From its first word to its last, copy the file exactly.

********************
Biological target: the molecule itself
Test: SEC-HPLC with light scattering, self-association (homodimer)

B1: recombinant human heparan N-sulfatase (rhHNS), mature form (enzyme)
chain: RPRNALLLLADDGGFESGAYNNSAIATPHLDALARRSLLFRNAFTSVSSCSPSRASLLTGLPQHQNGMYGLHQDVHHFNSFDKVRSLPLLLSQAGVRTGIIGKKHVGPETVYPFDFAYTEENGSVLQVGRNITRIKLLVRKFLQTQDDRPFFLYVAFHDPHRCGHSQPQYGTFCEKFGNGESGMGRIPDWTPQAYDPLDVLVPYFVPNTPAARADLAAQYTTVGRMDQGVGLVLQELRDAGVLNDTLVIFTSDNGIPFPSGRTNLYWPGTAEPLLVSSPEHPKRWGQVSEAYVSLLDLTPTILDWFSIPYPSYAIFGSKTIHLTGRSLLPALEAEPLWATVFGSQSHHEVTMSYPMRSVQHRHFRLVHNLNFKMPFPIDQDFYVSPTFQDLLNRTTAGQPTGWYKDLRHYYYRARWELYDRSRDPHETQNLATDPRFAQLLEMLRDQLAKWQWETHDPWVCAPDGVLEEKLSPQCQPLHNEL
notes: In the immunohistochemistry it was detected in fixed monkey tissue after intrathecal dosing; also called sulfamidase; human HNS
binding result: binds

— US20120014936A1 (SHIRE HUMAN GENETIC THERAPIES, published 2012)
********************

Biological target: the molecule itself
Test: SEC-HPLC with light scattering, self-association (homodimer)

B1: recombinant human heparan N-sulfatase (rhHNS), mature form (enzyme)
chain: RPRNALLLLADDGGFESGAYNNSAIATPHLDALARRSLLFRNAFTSVSSCSPSRASLLTGLPQHQNGMYGLHQDVHHFNSFDKVRSLPLLLSQAGVRTGIIGKKHVGPETVYPFDFAYTEENGSVLQVGRNITRIKLLVRKFLQTQDDRPFFLYVAFHDPHRCGHSQPQYGTFCEKFGNGESGMGRIPDWTPQAYDPLDVLVPYFVPNTPAARADLAAQYTTVGRMDQGVGLVLQELRDAGVLNDTLVIFTSDNGIPFPSGRTNLYWPGTAEPLLVSSPEHPKRWGQVSEAYVSLLDLTPTILDWFSIPYPSYAIFGSKTIHLTGRSLLPALEAEPLWATVFGSQSHHEVTMSYPMRSVQHRHFRLVHNLNFKMPFPIDQDFYVSPTFQDLLNRTTAGQPTGWYKDLRHYYYRARWELYDRSRDPHETQNLATDPRFAQLLEMLRDQLAKWQWETHDPWVCAPDGVLEEKLSPQCQPLHNEL
notes: In the immunohistochemistry it was detected in fixed monkey tissue after intrathecal dosing; also called sulfamidase; human HNS
binding result: binds

— US20120014936A1 (SHIRE HUMAN GENETIC THERAPIES, published 2012)